They are taking to the roads, trails and old railway lines on their bikes to get a close up look of where you can use a bicycle comfortably.

By Pepper Parr

BURLINGTON, ON  May 2, 2012  The Sustainable people are taking to the road with bicycles Sunday May 6th to let people get a clearer sense of what the city has to offer cyclists and point out where some of the problems in getting around on a bicycle are located.

The event will begin at the Central Library at 2:00 pm on the Sunday and wind their way from the Library to the Centennial Trail and pedal across to Spencer Smith Park and join up with the old Grand Truck – CN rail line and out to the canal and then back to Lakeshore Road where riders will cross to the North side of the street and take either Nelson or Brock and work their way up to Caroline and travel east to Brant and South to city hall.

Some might choose to take a break along the Spencer Smith part of the Sunday Sustainable bicycle ride. Starts at the Library - 2:00 pm

The event is Burlington’s first Jane’s Walk event which is held in hundreds of communities across Canada to celebrate the life of Jane Jacobs, one of the leading urban thinkers who made significant changes to the way urban development was done in Toronto before she passed away in 2006.

The event is being sponsored by the Sustainable Development Advisory Committee with help and support from the cycling committee.

The Jane’s Walk events started out in 2007 as walking tours of urban centres but quickly grew and with suburban communities getting on this band wagon the bicycle has become the mode of transportation for many communities.

Jane Jacobs was an urbanist and activist whose writings championed a fresh, community-based approach to city building. She had no formal training as a planner, and yet her 1961 treatise, The Death and Life of Great American Cities, introduced ground-breaking ideas about how cities function, evolve and fail that now seem like common sense to generations of architects, planners, politicians and activists.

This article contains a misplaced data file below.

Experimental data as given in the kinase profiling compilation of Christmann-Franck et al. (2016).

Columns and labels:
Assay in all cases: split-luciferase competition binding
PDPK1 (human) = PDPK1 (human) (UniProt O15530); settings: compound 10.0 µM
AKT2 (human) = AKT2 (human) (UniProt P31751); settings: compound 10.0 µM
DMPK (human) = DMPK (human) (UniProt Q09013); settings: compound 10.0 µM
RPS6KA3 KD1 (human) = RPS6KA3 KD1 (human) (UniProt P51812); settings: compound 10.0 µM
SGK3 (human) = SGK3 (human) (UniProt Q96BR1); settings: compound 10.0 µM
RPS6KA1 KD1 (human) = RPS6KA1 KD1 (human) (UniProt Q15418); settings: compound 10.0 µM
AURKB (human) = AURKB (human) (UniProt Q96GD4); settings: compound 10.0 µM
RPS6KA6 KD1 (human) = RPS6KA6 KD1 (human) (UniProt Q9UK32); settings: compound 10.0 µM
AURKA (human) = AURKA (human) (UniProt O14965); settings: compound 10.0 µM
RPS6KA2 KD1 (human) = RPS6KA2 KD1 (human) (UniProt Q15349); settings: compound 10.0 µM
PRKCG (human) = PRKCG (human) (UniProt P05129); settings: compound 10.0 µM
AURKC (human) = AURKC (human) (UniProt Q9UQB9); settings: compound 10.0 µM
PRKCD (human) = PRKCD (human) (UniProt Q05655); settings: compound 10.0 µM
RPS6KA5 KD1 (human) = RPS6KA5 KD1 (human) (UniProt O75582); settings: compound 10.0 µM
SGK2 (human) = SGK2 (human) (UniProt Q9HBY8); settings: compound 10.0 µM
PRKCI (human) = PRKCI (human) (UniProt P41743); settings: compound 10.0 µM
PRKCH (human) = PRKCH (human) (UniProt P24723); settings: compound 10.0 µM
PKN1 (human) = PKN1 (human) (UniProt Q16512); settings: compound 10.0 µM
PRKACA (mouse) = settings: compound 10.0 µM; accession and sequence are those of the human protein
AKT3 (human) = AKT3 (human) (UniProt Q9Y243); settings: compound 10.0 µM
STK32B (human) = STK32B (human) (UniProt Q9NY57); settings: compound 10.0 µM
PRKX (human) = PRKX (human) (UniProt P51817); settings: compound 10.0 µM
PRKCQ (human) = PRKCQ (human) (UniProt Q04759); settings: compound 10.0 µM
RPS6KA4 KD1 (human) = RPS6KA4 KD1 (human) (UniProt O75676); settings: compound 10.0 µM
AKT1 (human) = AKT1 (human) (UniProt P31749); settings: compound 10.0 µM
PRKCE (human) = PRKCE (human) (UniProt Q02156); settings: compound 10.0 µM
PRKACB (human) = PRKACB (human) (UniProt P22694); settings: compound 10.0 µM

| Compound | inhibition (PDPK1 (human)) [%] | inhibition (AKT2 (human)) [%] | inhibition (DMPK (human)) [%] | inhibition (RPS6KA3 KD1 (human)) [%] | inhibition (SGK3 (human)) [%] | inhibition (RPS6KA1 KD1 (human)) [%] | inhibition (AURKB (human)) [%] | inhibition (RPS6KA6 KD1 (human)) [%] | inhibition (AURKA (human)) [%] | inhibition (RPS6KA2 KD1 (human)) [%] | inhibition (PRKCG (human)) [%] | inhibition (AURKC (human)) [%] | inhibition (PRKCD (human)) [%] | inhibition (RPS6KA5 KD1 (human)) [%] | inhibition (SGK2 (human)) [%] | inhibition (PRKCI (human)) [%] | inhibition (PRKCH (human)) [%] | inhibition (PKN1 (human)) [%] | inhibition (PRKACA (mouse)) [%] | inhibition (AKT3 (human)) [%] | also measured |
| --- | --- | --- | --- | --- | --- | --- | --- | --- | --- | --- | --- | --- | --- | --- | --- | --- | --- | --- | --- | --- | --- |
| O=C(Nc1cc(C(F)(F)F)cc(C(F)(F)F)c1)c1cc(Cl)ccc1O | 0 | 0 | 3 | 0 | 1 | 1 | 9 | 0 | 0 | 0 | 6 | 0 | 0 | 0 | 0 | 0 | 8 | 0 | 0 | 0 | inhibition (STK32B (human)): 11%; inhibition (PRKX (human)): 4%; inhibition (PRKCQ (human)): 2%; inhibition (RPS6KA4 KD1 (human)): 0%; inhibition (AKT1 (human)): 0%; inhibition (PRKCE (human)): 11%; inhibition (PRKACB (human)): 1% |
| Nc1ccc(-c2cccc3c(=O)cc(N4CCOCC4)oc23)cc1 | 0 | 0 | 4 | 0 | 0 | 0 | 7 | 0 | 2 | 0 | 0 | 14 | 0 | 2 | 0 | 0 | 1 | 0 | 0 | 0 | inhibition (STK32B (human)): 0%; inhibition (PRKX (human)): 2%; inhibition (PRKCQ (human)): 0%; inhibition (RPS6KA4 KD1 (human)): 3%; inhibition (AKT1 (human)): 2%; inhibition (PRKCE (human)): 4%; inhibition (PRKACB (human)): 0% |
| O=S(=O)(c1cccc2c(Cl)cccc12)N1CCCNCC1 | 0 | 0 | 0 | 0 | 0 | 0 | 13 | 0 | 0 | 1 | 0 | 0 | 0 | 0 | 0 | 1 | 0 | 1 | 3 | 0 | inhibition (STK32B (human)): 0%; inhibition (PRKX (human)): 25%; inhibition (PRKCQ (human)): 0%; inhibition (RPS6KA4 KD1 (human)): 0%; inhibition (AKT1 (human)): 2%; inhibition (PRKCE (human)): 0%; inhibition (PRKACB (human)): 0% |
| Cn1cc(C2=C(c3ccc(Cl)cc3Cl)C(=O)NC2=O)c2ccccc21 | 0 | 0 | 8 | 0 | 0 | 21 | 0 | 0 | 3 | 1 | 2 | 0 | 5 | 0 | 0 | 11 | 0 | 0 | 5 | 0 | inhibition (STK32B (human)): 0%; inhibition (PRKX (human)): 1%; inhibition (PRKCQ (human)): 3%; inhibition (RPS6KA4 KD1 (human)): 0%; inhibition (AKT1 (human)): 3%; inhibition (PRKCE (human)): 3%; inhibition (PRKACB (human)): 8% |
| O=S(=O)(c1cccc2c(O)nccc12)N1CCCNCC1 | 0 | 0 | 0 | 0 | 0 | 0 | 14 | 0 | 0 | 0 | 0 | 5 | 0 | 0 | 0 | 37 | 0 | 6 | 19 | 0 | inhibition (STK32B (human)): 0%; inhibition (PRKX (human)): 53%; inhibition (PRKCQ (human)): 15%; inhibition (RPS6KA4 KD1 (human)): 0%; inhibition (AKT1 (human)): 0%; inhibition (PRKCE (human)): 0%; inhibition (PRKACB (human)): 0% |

Some of that common sense has yet to work its way to Burlington but there is hope.  If you are planning on taking part in the review and update of the city’s Official Plan you could certainly do much worse that reading what Jane Jacobs has written.

Jacobs saw cities as ecosystems that had their own logic and dynamism which would change over time according to how they were used. With a keen eye for detail, she wrote eloquently about sidewalks, parks, retail design and self-organization. She promoted higher density in cities, short blocks, local economies and mixed uses. Jacobs helped derail the car-centred approach to urban planning in both New York and Toronto, invigorating neighbourhood activism by helping stop the expansion of expressways and roads. She lived in Greenwich Village for decades, then moved to Toronto in 1968 where she continued her work and writing on urbanism, economies and social issues until her death in April 2006.

A firm believer in the importance of local residents having input on how their neighborhoods develop, Jacobs encouraged people to familiarize themselves with the places where they live, work and play.

On Sunday we get to play on the trails and paths in Burlington. Paul Toffoletti, Chair of the Sustainable Development Advisory Committee,  has no idea how many people are going to show up,  “maybe twenty” he said.  Surprise Paul and let’s get 100 people out there on bicycles.

Burlington has two other bicycle centric events during the summer months.

What we don’t have is that Olympic trials event that was going to see the streets of the city  and rural roadways used by cyclists wanting to qualify for the Olympics that will take place in London, England this summer

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